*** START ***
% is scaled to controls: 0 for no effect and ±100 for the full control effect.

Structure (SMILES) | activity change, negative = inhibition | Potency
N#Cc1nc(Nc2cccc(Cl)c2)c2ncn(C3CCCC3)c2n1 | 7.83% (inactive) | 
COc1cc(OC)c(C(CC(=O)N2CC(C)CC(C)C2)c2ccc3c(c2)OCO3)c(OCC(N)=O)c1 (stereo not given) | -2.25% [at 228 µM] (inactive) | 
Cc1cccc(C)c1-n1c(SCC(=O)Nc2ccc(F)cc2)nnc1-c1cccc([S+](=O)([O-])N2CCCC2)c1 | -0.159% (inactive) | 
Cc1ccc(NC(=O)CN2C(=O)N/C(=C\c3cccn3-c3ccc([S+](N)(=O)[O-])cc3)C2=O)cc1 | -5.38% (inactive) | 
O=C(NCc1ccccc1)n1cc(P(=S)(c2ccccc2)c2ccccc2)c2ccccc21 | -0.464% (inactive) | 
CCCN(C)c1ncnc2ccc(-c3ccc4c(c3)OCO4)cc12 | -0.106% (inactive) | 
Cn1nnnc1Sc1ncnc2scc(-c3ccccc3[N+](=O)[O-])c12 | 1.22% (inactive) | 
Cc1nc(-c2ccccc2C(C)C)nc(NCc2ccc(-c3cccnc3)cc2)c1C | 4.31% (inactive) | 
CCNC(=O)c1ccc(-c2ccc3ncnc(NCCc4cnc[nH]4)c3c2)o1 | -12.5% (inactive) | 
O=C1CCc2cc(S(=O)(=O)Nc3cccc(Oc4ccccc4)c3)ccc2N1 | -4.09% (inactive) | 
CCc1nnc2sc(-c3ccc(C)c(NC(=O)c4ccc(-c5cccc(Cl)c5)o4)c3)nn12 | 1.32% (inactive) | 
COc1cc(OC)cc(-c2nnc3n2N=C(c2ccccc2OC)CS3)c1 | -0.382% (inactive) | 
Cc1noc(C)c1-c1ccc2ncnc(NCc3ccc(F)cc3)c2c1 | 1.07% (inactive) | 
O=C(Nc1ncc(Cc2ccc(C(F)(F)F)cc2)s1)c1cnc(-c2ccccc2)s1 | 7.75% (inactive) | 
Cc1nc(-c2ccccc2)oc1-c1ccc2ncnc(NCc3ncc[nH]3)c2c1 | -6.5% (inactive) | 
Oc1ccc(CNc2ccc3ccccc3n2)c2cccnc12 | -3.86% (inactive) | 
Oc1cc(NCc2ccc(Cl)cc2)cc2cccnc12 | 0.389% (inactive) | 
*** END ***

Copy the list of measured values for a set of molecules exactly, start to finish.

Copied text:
% is scaled to controls: 0 for no effect and ±100 for the full control effect.

Structure (SMILES) | activity change, negative = inhibition | Potency
N#Cc1nc(Nc2cccc(Cl)c2)c2ncn(C3CCCC3)c2n1 | 7.83% (inactive) | 
COc1cc(OC)c(C(CC(=O)N2CC(C)CC(C)C2)c2ccc3c(c2)OCO3)c(OCC(N)=O)c1 (stereo not given) | -2.25% [at 228 µM] (inactive) | 
Cc1cccc(C)c1-n1c(SCC(=O)Nc2ccc(F)cc2)nnc1-c1cccc([S+](=O)([O-])N2CCCC2)c1 | -0.159% (inactive) | 
Cc1ccc(NC(=O)CN2C(=O)N/C(=C\c3cccn3-c3ccc([S+](N)(=O)[O-])cc3)C2=O)cc1 | -5.38% (inactive) | 
O=C(NCc1ccccc1)n1cc(P(=S)(c2ccccc2)c2ccccc2)c2ccccc21 | -0.464% (inactive) | 
CCCN(C)c1ncnc2ccc(-c3ccc4c(c3)OCO4)cc12 | -0.106% (inactive) | 
Cn1nnnc1Sc1ncnc2scc(-c3ccccc3[N+](=O)[O-])c12 | 1.22% (inactive) | 
Cc1nc(-c2ccccc2C(C)C)nc(NCc2ccc(-c3cccnc3)cc2)c1C | 4.31% (inactive) | 
CCNC(=O)c1ccc(-c2ccc3ncnc(NCCc4cnc[nH]4)c3c2)o1 | -12.5% (inactive) | 
O=C1CCc2cc(S(=O)(=O)Nc3cccc(Oc4ccccc4)c3)ccc2N1 | -4.09% (inactive) | 
CCc1nnc2sc(-c3ccc(C)c(NC(=O)c4ccc(-c5cccc(Cl)c5)o4)c3)nn12 | 1.32% (inactive) | 
COc1cc(OC)cc(-c2nnc3n2N=C(c2ccccc2OC)CS3)c1 | -0.382% (inactive) | 
Cc1noc(C)c1-c1ccc2ncnc(NCc3ccc(F)cc3)c2c1 | 1.07% (inactive) | 
O=C(Nc1ncc(Cc2ccc(C(F)(F)F)cc2)s1)c1cnc(-c2ccccc2)s1 | 7.75% (inactive) | 
Cc1nc(-c2ccccc2)oc1-c1ccc2ncnc(NCc3ncc[nH]3)c2c1 | -6.5% (inactive) | 
Oc1ccc(CNc2ccc3ccccc3n2)c2cccnc12 | -3.86% (inactive) | 
Oc1cc(NCc2ccc(Cl)cc2)cc2cccnc12 | 0.389% (inactive) | 